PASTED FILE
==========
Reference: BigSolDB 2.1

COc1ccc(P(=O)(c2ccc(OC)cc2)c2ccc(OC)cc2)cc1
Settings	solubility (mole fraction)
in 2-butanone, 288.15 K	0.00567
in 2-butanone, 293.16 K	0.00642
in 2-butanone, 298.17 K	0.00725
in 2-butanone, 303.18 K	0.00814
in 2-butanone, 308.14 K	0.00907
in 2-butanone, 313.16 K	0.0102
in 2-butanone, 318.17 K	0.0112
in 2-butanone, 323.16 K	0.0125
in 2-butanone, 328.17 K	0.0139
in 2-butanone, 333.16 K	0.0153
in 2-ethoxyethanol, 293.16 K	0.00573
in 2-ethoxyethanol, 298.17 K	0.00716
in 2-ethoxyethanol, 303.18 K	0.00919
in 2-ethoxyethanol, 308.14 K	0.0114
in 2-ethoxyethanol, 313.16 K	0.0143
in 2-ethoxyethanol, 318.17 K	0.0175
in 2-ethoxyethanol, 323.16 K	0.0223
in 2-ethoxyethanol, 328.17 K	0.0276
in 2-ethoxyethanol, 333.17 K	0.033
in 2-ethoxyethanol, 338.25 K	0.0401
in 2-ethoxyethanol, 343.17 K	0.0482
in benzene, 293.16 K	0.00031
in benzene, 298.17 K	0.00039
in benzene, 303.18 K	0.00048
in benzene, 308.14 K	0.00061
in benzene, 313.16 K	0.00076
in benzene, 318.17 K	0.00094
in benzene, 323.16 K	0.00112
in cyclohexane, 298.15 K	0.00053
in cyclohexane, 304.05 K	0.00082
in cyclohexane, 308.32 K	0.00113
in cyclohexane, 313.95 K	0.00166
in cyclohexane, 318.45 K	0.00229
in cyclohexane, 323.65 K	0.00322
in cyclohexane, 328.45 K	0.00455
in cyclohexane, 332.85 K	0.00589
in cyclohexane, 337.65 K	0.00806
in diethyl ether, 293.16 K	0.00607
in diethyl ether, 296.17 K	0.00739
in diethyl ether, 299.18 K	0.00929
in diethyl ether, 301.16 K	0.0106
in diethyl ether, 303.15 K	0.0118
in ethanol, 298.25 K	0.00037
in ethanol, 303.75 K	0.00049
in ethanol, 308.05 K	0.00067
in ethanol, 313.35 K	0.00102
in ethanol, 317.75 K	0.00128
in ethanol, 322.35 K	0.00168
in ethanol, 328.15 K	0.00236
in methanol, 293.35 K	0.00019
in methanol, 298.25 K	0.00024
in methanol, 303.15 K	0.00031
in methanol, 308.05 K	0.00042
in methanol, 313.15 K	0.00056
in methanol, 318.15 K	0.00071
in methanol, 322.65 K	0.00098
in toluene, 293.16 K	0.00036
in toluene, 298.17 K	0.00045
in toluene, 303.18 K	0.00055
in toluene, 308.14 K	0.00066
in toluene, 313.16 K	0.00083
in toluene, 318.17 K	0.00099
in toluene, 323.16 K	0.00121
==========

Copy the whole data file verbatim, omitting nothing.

Reference: BigSolDB 2.1

COc1ccc(P(=O)(c2ccc(OC)cc2)c2ccc(OC)cc2)cc1
Settings	solubility (mole fraction)
in 2-butanone, 288.15 K	0.00567
in 2-butanone, 293.16 K	0.00642
in 2-butanone, 298.17 K	0.00725
in 2-butanone, 303.18 K	0.00814
in 2-butanone, 308.14 K	0.00907
in 2-butanone, 313.16 K	0.0102
in 2-butanone, 318.17 K	0.0112
in 2-butanone, 323.16 K	0.0125
in 2-butanone, 328.17 K	0.0139
in 2-butanone, 333.16 K	0.0153
in 2-ethoxyethanol, 293.16 K	0.00573
in 2-ethoxyethanol, 298.17 K	0.00716
in 2-ethoxyethanol, 303.18 K	0.00919
in 2-ethoxyethanol, 308.14 K	0.0114
in 2-ethoxyethanol, 313.16 K	0.0143
in 2-ethoxyethanol, 318.17 K	0.0175
in 2-ethoxyethanol, 323.16 K	0.0223
in 2-ethoxyethanol, 328.17 K	0.0276
in 2-ethoxyethanol, 333.17 K	0.033
in 2-ethoxyethanol, 338.25 K	0.0401
in 2-ethoxyethanol, 343.17 K	0.0482
in benzene, 293.16 K	0.00031
in benzene, 298.17 K	0.00039
in benzene, 303.18 K	0.00048
in benzene, 308.14 K	0.00061
in benzene, 313.16 K	0.00076
in benzene, 318.17 K	0.00094
in benzene, 323.16 K	0.00112
in cyclohexane, 298.15 K	0.00053
in cyclohexane, 304.05 K	0.00082
in cyclohexane, 308.32 K	0.00113
in cyclohexane, 313.95 K	0.00166
in cyclohexane, 318.45 K	0.00229
in cyclohexane, 323.65 K	0.00322
in cyclohexane, 328.45 K	0.00455
in cyclohexane, 332.85 K	0.00589
in cyclohexane, 337.65 K	0.00806
in diethyl ether, 293.16 K	0.00607
in diethyl ether, 296.17 K	0.00739
in diethyl ether, 299.18 K	0.00929
in diethyl ether, 301.16 K	0.0106
in diethyl ether, 303.15 K	0.0118
in ethanol, 298.25 K	0.00037
in ethanol, 303.75 K	0.00049
in ethanol, 308.05 K	0.00067
in ethanol, 313.35 K	0.00102
in ethanol, 317.75 K	0.00128
in ethanol, 322.35 K	0.00168
in ethanol, 328.15 K	0.00236
in methanol, 293.35 K	0.00019
in methanol, 298.25 K	0.00024
in methanol, 303.15 K	0.00031
in methanol, 308.05 K	0.00042
in methanol, 313.15 K	0.00056
in methanol, 318.15 K	0.00071
in methanol, 322.65 K	0.00098
in toluene, 293.16 K	0.00036
in toluene, 298.17 K	0.00045
in toluene, 303.18 K	0.00055
in toluene, 308.14 K	0.00066
in toluene, 313.16 K	0.00083
in toluene, 318.17 K	0.00099
in toluene, 323.16 K	0.00121